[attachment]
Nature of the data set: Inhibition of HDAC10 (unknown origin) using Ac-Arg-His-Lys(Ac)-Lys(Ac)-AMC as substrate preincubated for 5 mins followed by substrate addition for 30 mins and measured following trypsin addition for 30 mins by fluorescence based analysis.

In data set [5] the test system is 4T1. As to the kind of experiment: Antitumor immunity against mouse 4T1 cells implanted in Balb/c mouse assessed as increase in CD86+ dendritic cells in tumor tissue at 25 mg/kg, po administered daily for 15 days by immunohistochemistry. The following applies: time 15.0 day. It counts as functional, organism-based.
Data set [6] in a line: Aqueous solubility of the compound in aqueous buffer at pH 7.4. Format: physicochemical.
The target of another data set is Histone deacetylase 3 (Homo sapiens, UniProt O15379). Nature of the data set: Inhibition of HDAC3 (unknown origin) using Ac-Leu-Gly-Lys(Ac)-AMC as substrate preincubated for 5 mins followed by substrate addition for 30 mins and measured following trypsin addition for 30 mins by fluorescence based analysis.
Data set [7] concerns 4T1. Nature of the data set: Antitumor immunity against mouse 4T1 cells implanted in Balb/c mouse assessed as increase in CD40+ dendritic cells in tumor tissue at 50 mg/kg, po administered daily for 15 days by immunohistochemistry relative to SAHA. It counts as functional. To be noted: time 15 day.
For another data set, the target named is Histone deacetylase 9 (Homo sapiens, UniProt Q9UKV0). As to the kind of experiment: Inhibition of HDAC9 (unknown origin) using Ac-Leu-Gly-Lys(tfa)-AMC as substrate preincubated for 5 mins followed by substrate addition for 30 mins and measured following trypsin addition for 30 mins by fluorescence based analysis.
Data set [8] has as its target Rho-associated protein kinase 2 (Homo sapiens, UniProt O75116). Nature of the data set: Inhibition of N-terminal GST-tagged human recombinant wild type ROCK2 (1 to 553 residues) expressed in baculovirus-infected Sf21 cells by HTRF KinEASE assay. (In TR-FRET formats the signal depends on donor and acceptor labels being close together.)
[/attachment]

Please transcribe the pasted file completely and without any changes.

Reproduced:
Nature of the data set: Inhibition of HDAC10 (unknown origin) using Ac-Arg-His-Lys(Ac)-Lys(Ac)-AMC as substrate preincubated for 5 mins followed by substrate addition for 30 mins and measured following trypsin addition for 30 mins by fluorescence based analysis.

In data set [5] the test system is 4T1. As to the kind of experiment: Antitumor immunity against mouse 4T1 cells implanted in Balb/c mouse assessed as increase in CD86+ dendritic cells in tumor tissue at 25 mg/kg, po administered daily for 15 days by immunohistochemistry. The following applies: time 15.0 day. It counts as functional, organism-based.
Data set [6] in a line: Aqueous solubility of the compound in aqueous buffer at pH 7.4. Format: physicochemical.
The target of another data set is Histone deacetylase 3 (Homo sapiens, UniProt O15379). Nature of the data set: Inhibition of HDAC3 (unknown origin) using Ac-Leu-Gly-Lys(Ac)-AMC as substrate preincubated for 5 mins followed by substrate addition for 30 mins and measured following trypsin addition for 30 mins by fluorescence based analysis.
Data set [7] concerns 4T1. Nature of the data set: Antitumor immunity against mouse 4T1 cells implanted in Balb/c mouse assessed as increase in CD40+ dendritic cells in tumor tissue at 50 mg/kg, po administered daily for 15 days by immunohistochemistry relative to SAHA. It counts as functional. To be noted: time 15 day.
For another data set, the target named is Histone deacetylase 9 (Homo sapiens, UniProt Q9UKV0). As to the kind of experiment: Inhibition of HDAC9 (unknown origin) using Ac-Leu-Gly-Lys(tfa)-AMC as substrate preincubated for 5 mins followed by substrate addition for 30 mins and measured following trypsin addition for 30 mins by fluorescence based analysis.
Data set [8] has as its target Rho-associated protein kinase 2 (Homo sapiens, UniProt O75116). Nature of the data set: Inhibition of N-terminal GST-tagged human recombinant wild type ROCK2 (1 to 553 residues) expressed in baculovirus-infected Sf21 cells by HTRF KinEASE assay. (In TR-FRET formats the signal depends on donor and acceptor labels being close together.)